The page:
UPDATE: After this story was published, Gina Elise from Pin-ups for Vets informed Connecting Vets Friday evening that their trip is back on to visit the Sioux Falls VA hospital.
As previously reported:
Pin-ups for Vets has been bringing smiles to the faces of veterans nationwide since 2006. As volunteers, these women veterans deliver calendars, smiles, and joy to patients at VA facilities while celebrating the fashion of a by-gone era.
But the happiness came to an abrupt halt Thursday when the VA hospital in Sioux Falls, SD disinvited the organization. The reason? Because of “disrespect of women veterans.”
The Sioux Falls VA confirmed their visit for Oct. 10 in September. “It was agreed that we would be taken around by volunteer services to see some patients,” says Gina Elise, the nonprofit’s founder and executive director.
But an email received Thursday references new guidance from a director that stipulates the VA facility would no longer accommodate the organization on the grounds it had been deemed inappropriate by leadership.
Never mind the fact that the models are volunteers, veterans, and unique individuals who can decide for themselves what is, and what is not, demeaning or objectifying to them.
The organization has received extremely positive feedback from several other VA hospitals across the nation, but the Sioux Falls VA appears to be injecting their own morality into the situation.
Thursday night, the hospital issued a statement on its Facebook page, but many questions remain unanswered.
Are the patients aware of the approval, and subsequent disinvite? Who exactly does not want Pin-ups for Vets to attend?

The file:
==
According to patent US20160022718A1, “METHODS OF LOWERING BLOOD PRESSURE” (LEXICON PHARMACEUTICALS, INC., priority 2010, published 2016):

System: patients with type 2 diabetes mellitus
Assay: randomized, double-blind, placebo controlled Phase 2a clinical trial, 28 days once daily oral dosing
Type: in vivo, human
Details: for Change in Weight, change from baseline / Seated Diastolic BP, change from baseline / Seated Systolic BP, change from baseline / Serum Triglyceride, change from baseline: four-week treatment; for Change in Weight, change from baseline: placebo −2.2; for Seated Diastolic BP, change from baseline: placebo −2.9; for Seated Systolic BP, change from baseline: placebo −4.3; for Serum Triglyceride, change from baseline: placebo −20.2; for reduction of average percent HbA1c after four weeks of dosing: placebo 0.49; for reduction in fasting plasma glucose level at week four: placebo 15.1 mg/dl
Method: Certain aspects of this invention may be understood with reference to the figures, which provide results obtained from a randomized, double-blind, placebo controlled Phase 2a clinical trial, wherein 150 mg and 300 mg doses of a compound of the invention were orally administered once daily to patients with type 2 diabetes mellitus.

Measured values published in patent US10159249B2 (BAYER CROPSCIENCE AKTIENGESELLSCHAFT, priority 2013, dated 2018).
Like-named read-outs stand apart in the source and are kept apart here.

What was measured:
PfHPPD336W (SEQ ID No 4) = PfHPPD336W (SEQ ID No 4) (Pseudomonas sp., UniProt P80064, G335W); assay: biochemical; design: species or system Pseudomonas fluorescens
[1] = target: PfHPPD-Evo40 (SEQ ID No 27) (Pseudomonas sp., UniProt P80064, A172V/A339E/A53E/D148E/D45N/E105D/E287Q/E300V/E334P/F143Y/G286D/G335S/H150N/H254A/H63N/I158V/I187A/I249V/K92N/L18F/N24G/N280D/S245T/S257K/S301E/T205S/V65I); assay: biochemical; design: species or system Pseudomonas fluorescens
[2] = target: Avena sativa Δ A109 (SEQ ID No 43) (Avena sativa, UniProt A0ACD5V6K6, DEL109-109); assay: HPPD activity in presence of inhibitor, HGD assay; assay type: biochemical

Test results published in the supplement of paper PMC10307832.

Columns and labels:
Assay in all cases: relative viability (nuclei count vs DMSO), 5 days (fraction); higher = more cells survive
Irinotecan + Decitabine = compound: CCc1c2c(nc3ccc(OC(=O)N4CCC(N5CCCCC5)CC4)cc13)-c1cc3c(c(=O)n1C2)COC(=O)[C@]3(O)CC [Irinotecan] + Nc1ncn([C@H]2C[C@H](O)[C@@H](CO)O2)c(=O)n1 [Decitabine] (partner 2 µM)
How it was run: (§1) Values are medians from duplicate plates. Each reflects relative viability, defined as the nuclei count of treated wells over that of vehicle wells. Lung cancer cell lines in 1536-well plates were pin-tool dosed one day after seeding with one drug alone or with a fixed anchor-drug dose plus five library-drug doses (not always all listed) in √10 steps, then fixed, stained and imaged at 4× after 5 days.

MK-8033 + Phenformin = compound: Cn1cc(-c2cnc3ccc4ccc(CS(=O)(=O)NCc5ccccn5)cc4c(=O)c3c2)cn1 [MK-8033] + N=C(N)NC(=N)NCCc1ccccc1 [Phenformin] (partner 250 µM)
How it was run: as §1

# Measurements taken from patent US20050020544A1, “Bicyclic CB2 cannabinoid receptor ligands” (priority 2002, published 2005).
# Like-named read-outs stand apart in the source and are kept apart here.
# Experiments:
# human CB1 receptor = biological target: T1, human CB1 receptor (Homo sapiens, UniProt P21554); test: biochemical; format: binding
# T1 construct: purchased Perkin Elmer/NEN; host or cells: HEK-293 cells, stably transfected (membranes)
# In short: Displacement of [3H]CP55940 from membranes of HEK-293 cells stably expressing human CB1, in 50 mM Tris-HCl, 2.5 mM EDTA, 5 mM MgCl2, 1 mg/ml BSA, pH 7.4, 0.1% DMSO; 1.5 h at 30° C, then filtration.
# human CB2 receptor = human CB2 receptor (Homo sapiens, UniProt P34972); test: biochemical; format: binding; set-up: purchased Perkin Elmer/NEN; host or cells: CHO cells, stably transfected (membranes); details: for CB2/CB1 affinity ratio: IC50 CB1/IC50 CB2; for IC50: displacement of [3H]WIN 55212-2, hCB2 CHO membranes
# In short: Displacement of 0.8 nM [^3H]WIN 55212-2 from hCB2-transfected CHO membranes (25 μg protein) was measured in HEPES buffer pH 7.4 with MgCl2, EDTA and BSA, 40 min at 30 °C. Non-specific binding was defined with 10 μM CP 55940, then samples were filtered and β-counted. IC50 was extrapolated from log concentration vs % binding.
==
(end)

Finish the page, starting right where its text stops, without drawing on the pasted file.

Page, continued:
A spokesperson for the Sioux Falls VA told Connecting Vets to refer to the Facebook post, and would not answer additional questions.
Given that the volunteers are dressed in 1940s fashion, much of the clothing is more conservative than what people see today, says Elise.
No one is more hurt and offended than by the women vets who proudly volunteer their time to travel across the country.
“How demeaning is it for you to imply that a group of empowering women who have dutifully served their country for years, are somehow contributing to disrespecting other women veterans,” says Chantal Marcelle Van Acker, who served in the US Air Force.
“Pin-Ups For Vets does nothing to objectify women, as we are all much more modestly dressed than modern day attire,” says Jennifer Marshal, a Navy veteran. “The aesthetic we aim for is classic and family friendly.”
Others feel as if this is a direct assault on their femininity.
“Just because a women chooses to wear a dress and red lipstick, why should she still not be considered equal?,” says Jacqlyn Cope, who also served in the Air Force. “Deciding for all women that this objectifies us, is itself, an objectifying act.”
For Elise, there is much hurt and confusion. “They have allowed beauty pageant winners to visit who present signed pictures of themselves,” she says. “We are just confused as to what makes that ok, but our visit inappropriate.”